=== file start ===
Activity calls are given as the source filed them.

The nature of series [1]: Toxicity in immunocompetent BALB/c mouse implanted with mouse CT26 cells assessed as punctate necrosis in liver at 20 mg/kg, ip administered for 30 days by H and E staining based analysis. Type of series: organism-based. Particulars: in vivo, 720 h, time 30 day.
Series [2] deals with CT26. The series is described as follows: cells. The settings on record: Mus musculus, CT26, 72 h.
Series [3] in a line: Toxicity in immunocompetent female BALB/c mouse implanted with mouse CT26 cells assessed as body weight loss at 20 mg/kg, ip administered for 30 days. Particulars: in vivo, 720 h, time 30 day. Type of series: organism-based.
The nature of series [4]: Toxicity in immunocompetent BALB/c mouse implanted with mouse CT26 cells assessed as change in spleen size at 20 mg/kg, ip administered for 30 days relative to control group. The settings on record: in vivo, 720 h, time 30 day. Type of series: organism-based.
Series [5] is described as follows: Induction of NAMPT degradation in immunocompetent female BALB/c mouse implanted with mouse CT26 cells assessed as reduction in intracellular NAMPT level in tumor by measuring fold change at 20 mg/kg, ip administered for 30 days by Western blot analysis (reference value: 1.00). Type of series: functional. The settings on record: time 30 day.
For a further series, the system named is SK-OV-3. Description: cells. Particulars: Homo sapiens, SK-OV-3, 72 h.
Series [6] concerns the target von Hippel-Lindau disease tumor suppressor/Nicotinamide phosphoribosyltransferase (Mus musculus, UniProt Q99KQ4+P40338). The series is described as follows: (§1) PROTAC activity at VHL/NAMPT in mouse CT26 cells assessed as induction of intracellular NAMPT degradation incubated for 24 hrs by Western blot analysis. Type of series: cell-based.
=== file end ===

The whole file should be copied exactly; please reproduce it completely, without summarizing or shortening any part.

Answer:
Activity calls are given as the source filed them.

The nature of series [1]: Toxicity in immunocompetent BALB/c mouse implanted with mouse CT26 cells assessed as punctate necrosis in liver at 20 mg/kg, ip administered for 30 days by H and E staining based analysis. Type of series: organism-based. Particulars: in vivo, 720 h, time 30 day.
Series [2] deals with CT26. The series is described as follows: cells. The settings on record: Mus musculus, CT26, 72 h.
Series [3] in a line: Toxicity in immunocompetent female BALB/c mouse implanted with mouse CT26 cells assessed as body weight loss at 20 mg/kg, ip administered for 30 days. Particulars: in vivo, 720 h, time 30 day. Type of series: organism-based.
The nature of series [4]: Toxicity in immunocompetent BALB/c mouse implanted with mouse CT26 cells assessed as change in spleen size at 20 mg/kg, ip administered for 30 days relative to control group. The settings on record: in vivo, 720 h, time 30 day. Type of series: organism-based.
Series [5] is described as follows: Induction of NAMPT degradation in immunocompetent female BALB/c mouse implanted with mouse CT26 cells assessed as reduction in intracellular NAMPT level in tumor by measuring fold change at 20 mg/kg, ip administered for 30 days by Western blot analysis (reference value: 1.00). Type of series: functional. The settings on record: time 30 day.
For a further series, the system named is SK-OV-3. Description: cells. Particulars: Homo sapiens, SK-OV-3, 72 h.
Series [6] concerns the target von Hippel-Lindau disease tumor suppressor/Nicotinamide phosphoribosyltransferase (Mus musculus, UniProt Q99KQ4+P40338). The series is described as follows: (§1) PROTAC activity at VHL/NAMPT in mouse CT26 cells assessed as induction of intracellular NAMPT degradation incubated for 24 hrs by Western blot analysis. Type of series: cell-based.